THIRTEEN ATTRIBUTES OF MERCY
Since the Feast of Trumpets heralds the Day of Judgment (Yom Ha Din), prayers for God’s compassion should be included before, during, or after it. The Thirteen Attributes of God’s Mercy is one of those prayers. It comes from Exodus 34:6-7: “And the Lord passed before him and proclaimed, ‘The Lord, the Lord God, merciful and gracious, longsuffering, and abounding in goodness and truth, keeping mercy for thousands, forgiving iniquity and transgression and sin, by no means clearing the guilty, visiting the iniquity of the fathers upon the children and the children’s children to the third and the fourth generation’” (NKJV).
When the Lord first showed Moses the Thirteen Attributes of Mercy, it was a precursor to receiving the Second Tablets of the Testimony (Cubes of the Covenant). Before reaffirming the Ketubah (Marriage Contract) between God and man after the sin of the Golden Calf, God showed Moses how to prevent a national catastrophe that nearly caused Him to wipe out His nation. The Thirteen Attributes of Mercy prayer is recited in times of crisis, on Yom Kippur (Day of Atonement), fast days in times of threatening calamity, before Yom Teruah (Feast of Trumpets) and every day. This is a fantastic prayer for these trying times where crisis, calamity and tumult abounds.
These Thirteen Attributes of God’s Mercy are said to reveal the inner meaning of God’s Unspeakable Name YHVH (יהוה). The Name of YHVH (יהוה) carries the meaning of both ehyeh (אֶהְיֶה) “Presence” and rachum ve’chanun (רַחוּם וְחַנּוּן) “Mercy and Grace." Please refer to Exodus 3:14 and Exodus 34:6-7.
The Thirteen Attributes of Mercy are actually thirteen names and descriptions of God, which all refer to His incomparable compassion in various situations. Some of the attributes may appear identical, but they apply to various people in diverse situations.
The Tanach version of the Thirteen Attributes of Mercy goes like this: “HASHEM, HASHEM, God, Compassionate and Gracious, Slow to Anger, and Abundant in Kindness and Truth; Preserver of Kindness for thousands of generations, Forgiver of Iniquity, Willful Sin, and Error, and Who Cleanses…” (Exodus 34:5-7). The list of thirteen attributes can vary, so let’s simply look at the version followed by most major commentators:
1. HASHEM - YHVH (יהוה) – The first mention of YHVH indicates that God is merciful to those who don’t deserve it.
2. HASHEM - YHVH (יהוה) – The second mention of YHVH refers to God mercifully accepting repentance even after a person has sinned.
3. God – This Name denotes a particular power that implies a degree of mercy even greater that indicated by the Name YHVH.
4. Compassionate – God eases the punishment of the guilty and does not put people in extreme temptation. The Lord helps people avoid distress.
5. And Gracious – God is gracious even to the undeserving. He saves people from distress once it has overtaken them.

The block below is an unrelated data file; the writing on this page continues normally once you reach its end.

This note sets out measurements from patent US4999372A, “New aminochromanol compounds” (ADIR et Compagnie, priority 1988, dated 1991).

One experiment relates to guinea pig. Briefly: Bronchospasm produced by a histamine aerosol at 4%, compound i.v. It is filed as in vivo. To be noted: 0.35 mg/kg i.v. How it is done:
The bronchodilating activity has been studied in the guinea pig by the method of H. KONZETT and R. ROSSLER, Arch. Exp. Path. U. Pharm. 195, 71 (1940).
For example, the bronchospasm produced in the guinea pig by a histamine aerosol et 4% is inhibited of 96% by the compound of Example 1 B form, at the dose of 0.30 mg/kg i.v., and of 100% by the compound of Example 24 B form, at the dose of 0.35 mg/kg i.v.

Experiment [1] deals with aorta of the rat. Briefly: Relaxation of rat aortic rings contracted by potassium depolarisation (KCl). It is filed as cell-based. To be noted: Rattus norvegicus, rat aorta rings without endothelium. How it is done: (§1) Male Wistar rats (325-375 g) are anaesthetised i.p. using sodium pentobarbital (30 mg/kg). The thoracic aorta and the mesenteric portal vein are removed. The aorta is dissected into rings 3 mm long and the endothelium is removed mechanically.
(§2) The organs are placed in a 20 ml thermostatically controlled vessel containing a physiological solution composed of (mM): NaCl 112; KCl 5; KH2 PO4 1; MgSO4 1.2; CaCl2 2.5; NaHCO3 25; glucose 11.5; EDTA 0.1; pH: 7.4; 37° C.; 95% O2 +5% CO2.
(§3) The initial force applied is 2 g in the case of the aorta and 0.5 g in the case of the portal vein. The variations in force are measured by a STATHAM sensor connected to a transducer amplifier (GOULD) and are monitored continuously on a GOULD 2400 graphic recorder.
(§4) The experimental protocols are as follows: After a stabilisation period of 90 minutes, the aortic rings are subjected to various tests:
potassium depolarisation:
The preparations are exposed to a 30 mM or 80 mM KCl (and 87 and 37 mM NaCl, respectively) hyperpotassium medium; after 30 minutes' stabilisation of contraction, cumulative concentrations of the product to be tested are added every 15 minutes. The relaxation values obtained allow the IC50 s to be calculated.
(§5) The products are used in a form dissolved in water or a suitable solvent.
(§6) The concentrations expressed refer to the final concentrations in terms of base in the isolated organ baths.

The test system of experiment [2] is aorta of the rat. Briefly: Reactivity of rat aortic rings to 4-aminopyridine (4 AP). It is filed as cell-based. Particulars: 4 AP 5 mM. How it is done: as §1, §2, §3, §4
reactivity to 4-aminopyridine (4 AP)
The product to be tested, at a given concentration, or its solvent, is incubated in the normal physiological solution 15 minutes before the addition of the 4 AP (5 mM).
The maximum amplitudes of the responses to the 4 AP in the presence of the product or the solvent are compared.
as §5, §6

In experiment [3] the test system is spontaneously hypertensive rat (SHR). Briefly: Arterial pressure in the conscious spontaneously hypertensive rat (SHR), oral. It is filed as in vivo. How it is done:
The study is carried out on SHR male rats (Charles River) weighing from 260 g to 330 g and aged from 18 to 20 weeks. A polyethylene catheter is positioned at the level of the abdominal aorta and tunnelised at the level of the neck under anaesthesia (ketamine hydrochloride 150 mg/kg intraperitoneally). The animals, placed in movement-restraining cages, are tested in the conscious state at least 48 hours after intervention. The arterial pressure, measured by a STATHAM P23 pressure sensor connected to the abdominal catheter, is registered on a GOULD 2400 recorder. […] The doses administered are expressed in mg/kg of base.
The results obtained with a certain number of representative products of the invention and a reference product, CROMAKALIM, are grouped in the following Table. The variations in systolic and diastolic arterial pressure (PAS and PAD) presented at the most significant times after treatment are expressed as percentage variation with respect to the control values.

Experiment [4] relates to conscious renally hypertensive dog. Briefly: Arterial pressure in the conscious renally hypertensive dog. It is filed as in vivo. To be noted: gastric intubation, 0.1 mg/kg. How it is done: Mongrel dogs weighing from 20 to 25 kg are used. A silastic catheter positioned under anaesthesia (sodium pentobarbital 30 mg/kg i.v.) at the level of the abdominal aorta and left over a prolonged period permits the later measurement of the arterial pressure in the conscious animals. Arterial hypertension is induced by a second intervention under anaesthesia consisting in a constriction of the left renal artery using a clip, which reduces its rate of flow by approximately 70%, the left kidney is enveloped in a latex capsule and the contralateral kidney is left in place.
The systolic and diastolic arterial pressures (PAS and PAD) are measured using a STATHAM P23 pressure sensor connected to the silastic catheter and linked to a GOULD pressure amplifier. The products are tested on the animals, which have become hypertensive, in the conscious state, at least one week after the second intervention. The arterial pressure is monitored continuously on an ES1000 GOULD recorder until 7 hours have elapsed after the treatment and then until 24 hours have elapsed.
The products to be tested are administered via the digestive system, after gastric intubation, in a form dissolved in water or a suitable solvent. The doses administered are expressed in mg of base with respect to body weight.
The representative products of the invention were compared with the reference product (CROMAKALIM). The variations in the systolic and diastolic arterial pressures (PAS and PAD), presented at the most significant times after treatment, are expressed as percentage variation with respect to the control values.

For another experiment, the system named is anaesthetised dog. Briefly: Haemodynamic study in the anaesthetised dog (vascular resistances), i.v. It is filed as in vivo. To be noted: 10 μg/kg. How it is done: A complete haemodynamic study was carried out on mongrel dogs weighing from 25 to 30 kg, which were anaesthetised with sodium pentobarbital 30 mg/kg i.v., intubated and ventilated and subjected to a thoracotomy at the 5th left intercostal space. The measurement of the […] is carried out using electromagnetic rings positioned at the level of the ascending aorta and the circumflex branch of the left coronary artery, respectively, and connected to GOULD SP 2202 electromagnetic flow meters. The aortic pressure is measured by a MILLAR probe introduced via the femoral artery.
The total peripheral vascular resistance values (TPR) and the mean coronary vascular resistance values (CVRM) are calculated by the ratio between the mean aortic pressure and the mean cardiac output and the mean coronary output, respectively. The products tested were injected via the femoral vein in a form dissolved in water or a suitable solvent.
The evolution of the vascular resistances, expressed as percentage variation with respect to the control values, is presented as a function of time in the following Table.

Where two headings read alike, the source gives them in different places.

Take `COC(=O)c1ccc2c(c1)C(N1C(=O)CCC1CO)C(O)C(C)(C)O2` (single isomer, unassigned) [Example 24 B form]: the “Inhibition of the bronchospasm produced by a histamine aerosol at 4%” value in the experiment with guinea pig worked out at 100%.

6. Slow to Anger – God is patient with both the righteous and the wicked. He give people time to reflect, improve, and repent instead of punishing sinners immediately.
7. And Abundant in Kindness – God is kind to everyone.
8. And Truth – God never reneges on His Word to reward those who serve Him.
9. Preserver of kindness for thousands of generations – This kindness refers to the good deeds that people have done, which God regards as if they had done Him the kindness. God preserves these deeds of kindness for the benefit of their offspring.
God forgives three categories of sin. Each forgiveness is reckoned as a separate attribute:
10. Iniquity – This is an intentional sin, which God forgives if the sinner repents.
11. Willful Sin – This is a sin that is committed with the intention of angering God. God also forgives this serious transgression with repentance.
12. And Error – This is a sin committed out of apathy or carelessness, which God forgives if the sinner repents.
13. And Who Cleanses – When someone repents, God washes their sin white as the pure-driven snow. However, if one does not repent, God does not cleanse the sin so that it vanishes. God does not whitewash sin for many reasons. One reason is that evildoers would be encouraged to feel secure if they could act with impunity.
Messiah Yeshua is our advocate: “If anyone sins, we have an Advocate with the Father, Jesus Christ the righteous” (1 John 2:1b NKJV). He is our compassionate and merciful High Priest according to the Order of Melchizedek: “He can have compassion on those who are ignorant and going astray, since he himself is also subject to weakness… though He was a Son, yet He learned obedience by the things which He suffered. And having been perfected, He became the author of eternal salvation to all who obey Him, called by God as High Priest ‘according to the Order of Melchizedek’” (Hebrews 5:2, 8-10 NKJV). “For indeed He does not give